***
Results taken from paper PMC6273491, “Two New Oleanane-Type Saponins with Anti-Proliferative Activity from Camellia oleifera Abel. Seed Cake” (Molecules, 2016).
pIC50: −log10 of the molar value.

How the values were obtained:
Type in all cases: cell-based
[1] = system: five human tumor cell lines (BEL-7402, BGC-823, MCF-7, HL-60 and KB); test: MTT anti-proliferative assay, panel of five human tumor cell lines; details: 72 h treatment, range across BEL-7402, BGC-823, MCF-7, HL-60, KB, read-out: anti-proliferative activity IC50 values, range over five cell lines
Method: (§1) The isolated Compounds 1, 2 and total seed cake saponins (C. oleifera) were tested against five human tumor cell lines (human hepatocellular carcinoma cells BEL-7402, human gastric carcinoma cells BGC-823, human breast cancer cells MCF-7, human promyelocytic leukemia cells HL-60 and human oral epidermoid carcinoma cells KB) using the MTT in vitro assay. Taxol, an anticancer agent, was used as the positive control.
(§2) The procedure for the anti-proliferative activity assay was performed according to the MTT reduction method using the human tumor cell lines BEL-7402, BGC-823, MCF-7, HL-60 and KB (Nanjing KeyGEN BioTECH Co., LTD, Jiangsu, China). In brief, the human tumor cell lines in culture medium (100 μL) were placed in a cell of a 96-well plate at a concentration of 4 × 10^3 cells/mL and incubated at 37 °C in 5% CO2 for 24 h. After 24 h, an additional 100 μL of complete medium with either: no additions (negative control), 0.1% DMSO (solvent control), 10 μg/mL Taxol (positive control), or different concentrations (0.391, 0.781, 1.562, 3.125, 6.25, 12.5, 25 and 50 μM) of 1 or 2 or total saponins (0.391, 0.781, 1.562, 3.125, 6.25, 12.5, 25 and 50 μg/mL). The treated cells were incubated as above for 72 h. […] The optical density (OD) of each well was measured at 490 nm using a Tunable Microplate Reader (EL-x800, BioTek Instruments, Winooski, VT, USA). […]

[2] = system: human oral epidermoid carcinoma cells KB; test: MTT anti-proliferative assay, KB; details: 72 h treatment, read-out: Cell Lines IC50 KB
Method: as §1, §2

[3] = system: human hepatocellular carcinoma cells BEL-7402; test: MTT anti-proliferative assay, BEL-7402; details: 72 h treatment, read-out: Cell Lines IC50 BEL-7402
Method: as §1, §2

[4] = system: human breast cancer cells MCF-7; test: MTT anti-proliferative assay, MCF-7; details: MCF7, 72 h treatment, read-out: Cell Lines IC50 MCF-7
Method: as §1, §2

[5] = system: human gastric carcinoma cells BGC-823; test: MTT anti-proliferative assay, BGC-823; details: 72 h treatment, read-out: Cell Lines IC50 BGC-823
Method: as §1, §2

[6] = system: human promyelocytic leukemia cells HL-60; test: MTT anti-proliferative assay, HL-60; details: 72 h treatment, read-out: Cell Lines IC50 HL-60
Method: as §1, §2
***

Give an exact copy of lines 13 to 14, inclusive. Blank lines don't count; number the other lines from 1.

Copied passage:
Method: as §1, §2

[5] = system: human gastric carcinoma cells BGC-823; test: MTT anti-proliferative assay, BGC-823; details: 72 h treatment, read-out: Cell Lines IC50 BGC-823